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Ege Rya is a subsidiary of Denmark's largest and most prestigious carpet manufacturer Ege Taepper. Based at Herning in Jutland, Ege Taepper was set up in 1938 by Mads Eg Damgaard, and the company flourished during the 1940s despite the shortages of raw materials associated with the second world war by introducing products made from alternative materials such as paper-based fabrics. The company's expansion continued through the following decades and today, in addition to the parent company in Herning, there are Ege companies in the UK, Germany, France, Norway and Sweden, and Ege distributors around the world.
The Ege Rya subsidiary became Denmark’s most successful rug producer in the 1960s, a position it acquired and held throughout that decade thanks in no small part to an advertising campaign that created a surreal Ege Rya world in which the rugs were presented as part of the outdoor landscape. The series began in 1962 with a bride stepping from her wedding coach onto an Ege Rya conveniently placed on the muddy lane below (evidently indicating that the rugs would make an ideal wedding gift) and took on an increasingly offbeat and bizarre character as the 1960s progressed. Both rugs and locations embraced the psychedelic space age aesthetic as bold patterns and colours were introduced into the rugs and futuristic-looking models posed in lunar-like landscapes, culminating in a return to a more Nordic-looking environment with the introduction of the Ege Rya de Luxe range in 1970.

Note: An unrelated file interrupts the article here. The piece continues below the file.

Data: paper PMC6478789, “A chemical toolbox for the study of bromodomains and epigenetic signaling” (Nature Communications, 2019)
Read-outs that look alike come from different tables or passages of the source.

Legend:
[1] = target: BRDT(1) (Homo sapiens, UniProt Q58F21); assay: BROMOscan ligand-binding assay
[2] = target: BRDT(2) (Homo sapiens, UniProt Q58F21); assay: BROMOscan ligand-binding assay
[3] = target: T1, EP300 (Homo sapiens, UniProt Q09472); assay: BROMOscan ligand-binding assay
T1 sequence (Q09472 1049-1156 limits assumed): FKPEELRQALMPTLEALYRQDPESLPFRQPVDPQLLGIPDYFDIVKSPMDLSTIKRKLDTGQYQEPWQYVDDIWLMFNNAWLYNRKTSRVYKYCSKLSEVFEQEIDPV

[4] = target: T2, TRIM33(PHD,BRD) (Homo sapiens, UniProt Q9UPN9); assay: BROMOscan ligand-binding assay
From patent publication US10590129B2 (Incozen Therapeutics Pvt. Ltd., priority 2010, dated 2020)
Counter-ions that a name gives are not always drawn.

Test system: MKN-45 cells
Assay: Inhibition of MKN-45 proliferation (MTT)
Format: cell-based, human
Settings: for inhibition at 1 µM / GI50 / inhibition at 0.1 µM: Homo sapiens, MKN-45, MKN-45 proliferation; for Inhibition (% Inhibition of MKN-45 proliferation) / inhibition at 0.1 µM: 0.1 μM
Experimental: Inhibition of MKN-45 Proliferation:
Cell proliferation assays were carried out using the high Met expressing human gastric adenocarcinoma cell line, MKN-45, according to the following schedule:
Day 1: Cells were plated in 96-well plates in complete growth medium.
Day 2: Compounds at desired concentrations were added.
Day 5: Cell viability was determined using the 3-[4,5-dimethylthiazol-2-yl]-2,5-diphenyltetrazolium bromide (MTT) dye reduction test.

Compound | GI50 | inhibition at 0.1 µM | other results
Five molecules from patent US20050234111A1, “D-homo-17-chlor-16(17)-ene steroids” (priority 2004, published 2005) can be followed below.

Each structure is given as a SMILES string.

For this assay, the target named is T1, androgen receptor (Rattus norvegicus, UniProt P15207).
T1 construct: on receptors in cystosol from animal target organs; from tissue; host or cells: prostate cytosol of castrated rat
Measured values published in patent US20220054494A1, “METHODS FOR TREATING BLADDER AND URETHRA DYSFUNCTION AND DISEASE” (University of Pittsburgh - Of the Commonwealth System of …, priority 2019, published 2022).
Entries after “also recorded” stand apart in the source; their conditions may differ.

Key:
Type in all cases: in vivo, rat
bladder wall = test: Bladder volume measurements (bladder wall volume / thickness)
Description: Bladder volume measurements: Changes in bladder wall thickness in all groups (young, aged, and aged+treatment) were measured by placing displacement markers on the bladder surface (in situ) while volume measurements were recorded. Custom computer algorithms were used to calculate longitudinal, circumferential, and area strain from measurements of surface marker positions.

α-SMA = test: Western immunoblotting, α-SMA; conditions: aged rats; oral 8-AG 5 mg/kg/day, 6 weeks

In his 1961 publication Scandinavian Design, Ulf Hård af Segerstad outlines the history of the rya rug. Dating from the 15th century, he explains, the first Scandinavian ryas were coarse, long-piled, heavy covers used by seal hunters and deep-sea fishermen instead of furs. Later the rugs became lighter and more ornamental, and in the 19th century were often splendid festive tapestries regarded as valuable articles of inheritance. By the mid-20th century the rya had become a sort of painting in textiles, says Segerstad, with the individual artist identifiable by the colours, patterns and techniques in much the same way that one identifies a painter's canvas.
The rya bears witness, he concludes, like few other Scandinavian handicraft products, to a culture in which the cosy indoor warmth is a vitally important complement to an often severe climate. And still today, ryas are often displayed on a wall during the warmer summer months and taken down for use on the floor or even the bed during the cold Scandinavian winters.
It is the artistic nature of the design together with the deep and dense shag pile that characterises the mid to late 20th century rya. Ege's striking ryas of the 1960s and 1970s were machine-made to very high standards of quality in 100 per cent pure wool with a 2.5cm pile, with mothproofing and colourproofing to ensure that the rugs would have a long lifespan, and a 25-year guarantee to that effect. Their quality is reflected in the fact that some 10 to 15 years after the guarantee period a high proportion were still bright and intact.
The standard size of a 60s Ege rya was 140 x 200cm, as illustrated above in a design entitled Sunrise and (top) in a midcentury-modern style of artwork entitled Savannah. A smaller Ege rya size was 70 x 110cm, as pictured above right in an example from Ege's Boutique range in a design called Abstracta, and there was also a less common supersize 250 x 360cm. Much less common again, and confined to the Ege de Luxe range, were the circular ryas with a diameter of 200cm (see right), and rarest of all were the magnificent and elusive 250cm diameter Ege de Luxe circular ryas.
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